Who might enjoy this: People who want to read one take on how media works in Android Universe.
My recommendation: Ignore this book, unless you have read everything else from Android Universe, or you are really interested about media.
+ Everything technology related. (Cameras everywhere)
+ Megacorp omnipotency is presen...
Jason writes an excellent book as always, the ending was not what I was expecting. I particularly don't like the Dark Age, even less than the Jihad, however, the recent novels have been of particularly better calibre than the previous MWDA novel series.
I've read most of the Exalted fiction and this one may well be my favorite. The characters are interesting, the author demonstrates a clear understanding of the game and setting without feeling like you can hear the dice clattering behind the pages, and the novala provides a look into a corner of Creation that hasn't seen a lot of attention. Highly recommended for anyone who wants to get a taste of Exalted adventure and a feel for the setting.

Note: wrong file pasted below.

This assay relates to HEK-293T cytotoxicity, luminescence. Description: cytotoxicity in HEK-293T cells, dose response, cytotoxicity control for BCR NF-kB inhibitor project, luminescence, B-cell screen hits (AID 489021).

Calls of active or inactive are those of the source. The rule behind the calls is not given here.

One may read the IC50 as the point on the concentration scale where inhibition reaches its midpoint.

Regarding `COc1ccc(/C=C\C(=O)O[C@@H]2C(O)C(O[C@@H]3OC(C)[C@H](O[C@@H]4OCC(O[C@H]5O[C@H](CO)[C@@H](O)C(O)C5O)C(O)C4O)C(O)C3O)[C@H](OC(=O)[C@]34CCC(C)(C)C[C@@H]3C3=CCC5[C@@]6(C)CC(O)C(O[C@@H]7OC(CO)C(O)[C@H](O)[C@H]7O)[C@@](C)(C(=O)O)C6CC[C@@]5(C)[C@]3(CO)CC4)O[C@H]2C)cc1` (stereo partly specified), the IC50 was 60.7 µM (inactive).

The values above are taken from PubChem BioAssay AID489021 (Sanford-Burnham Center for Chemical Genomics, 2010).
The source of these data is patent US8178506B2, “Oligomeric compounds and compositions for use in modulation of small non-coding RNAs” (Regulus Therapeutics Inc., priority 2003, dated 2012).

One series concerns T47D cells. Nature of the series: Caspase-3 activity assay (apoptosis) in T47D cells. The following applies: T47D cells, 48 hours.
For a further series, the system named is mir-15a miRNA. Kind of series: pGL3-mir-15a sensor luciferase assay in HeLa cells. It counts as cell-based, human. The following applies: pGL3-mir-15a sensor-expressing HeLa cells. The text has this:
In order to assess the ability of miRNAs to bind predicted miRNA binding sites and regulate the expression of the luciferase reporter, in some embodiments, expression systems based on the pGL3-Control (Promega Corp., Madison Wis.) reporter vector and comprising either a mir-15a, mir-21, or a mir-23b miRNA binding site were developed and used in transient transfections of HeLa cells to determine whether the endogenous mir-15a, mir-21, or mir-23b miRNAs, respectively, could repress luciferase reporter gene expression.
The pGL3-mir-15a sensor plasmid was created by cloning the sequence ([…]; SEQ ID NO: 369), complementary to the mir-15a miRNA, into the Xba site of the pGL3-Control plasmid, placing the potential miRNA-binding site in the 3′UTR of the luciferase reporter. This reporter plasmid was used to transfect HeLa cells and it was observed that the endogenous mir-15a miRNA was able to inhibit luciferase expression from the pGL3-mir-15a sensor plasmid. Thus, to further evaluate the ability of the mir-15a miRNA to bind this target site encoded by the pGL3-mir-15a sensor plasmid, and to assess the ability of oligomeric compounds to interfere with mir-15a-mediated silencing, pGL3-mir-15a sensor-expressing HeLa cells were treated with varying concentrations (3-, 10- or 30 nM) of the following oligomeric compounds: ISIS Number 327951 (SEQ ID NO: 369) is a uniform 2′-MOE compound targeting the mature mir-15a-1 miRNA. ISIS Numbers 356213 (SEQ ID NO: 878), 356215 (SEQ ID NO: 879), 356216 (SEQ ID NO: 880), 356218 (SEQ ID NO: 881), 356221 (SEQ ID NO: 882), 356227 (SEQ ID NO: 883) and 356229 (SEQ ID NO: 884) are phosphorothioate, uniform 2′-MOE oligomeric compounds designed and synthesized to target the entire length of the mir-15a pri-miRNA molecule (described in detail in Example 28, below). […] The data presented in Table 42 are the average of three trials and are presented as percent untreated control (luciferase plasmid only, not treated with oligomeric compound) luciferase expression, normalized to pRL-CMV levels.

A great read left me wanting more of the story and the way it is written makes that seem likely. I look forward to the next chapters. The characters are very well developed and the story absorbing so you want to turn the page to find out what happens next. It would make a great screenplay too.
Initially I was a bit hesitant to buy something from an author of the same last name as mine but was not disapointed in the least. Well worth your time.